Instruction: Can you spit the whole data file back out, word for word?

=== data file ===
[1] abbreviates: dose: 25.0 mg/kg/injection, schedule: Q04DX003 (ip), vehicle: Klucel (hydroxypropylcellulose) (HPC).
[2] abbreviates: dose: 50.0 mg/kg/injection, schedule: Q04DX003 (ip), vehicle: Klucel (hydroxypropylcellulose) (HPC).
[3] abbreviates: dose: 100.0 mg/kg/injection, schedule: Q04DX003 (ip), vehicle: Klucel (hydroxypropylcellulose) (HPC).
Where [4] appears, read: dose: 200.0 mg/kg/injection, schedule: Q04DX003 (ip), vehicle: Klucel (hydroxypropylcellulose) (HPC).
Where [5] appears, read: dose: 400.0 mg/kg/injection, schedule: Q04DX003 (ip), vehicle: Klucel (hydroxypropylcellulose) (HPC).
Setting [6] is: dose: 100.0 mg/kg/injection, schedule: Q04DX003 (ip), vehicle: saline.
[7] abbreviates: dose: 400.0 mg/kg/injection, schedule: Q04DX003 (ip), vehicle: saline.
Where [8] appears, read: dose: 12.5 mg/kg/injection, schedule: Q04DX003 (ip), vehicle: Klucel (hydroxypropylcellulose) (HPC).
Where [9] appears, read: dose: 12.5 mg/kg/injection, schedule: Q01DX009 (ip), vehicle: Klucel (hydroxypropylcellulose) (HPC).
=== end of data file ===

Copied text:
[1] abbreviates: dose: 25.0 mg/kg/injection, schedule: Q04DX003 (ip), vehicle: Klucel (hydroxypropylcellulose) (HPC).
[2] abbreviates: dose: 50.0 mg/kg/injection, schedule: Q04DX003 (ip), vehicle: Klucel (hydroxypropylcellulose) (HPC).
[3] abbreviates: dose: 100.0 mg/kg/injection, schedule: Q04DX003 (ip), vehicle: Klucel (hydroxypropylcellulose) (HPC).
Where [4] appears, read: dose: 200.0 mg/kg/injection, schedule: Q04DX003 (ip), vehicle: Klucel (hydroxypropylcellulose) (HPC).
Where [5] appears, read: dose: 400.0 mg/kg/injection, schedule: Q04DX003 (ip), vehicle: Klucel (hydroxypropylcellulose) (HPC).
Setting [6] is: dose: 100.0 mg/kg/injection, schedule: Q04DX003 (ip), vehicle: saline.
[7] abbreviates: dose: 400.0 mg/kg/injection, schedule: Q04DX003 (ip), vehicle: saline.
Where [8] appears, read: dose: 12.5 mg/kg/injection, schedule: Q04DX003 (ip), vehicle: Klucel (hydroxypropylcellulose) (HPC).
Where [9] appears, read: dose: 12.5 mg/kg/injection, schedule: Q01DX009 (ip), vehicle: Klucel (hydroxypropylcellulose) (HPC).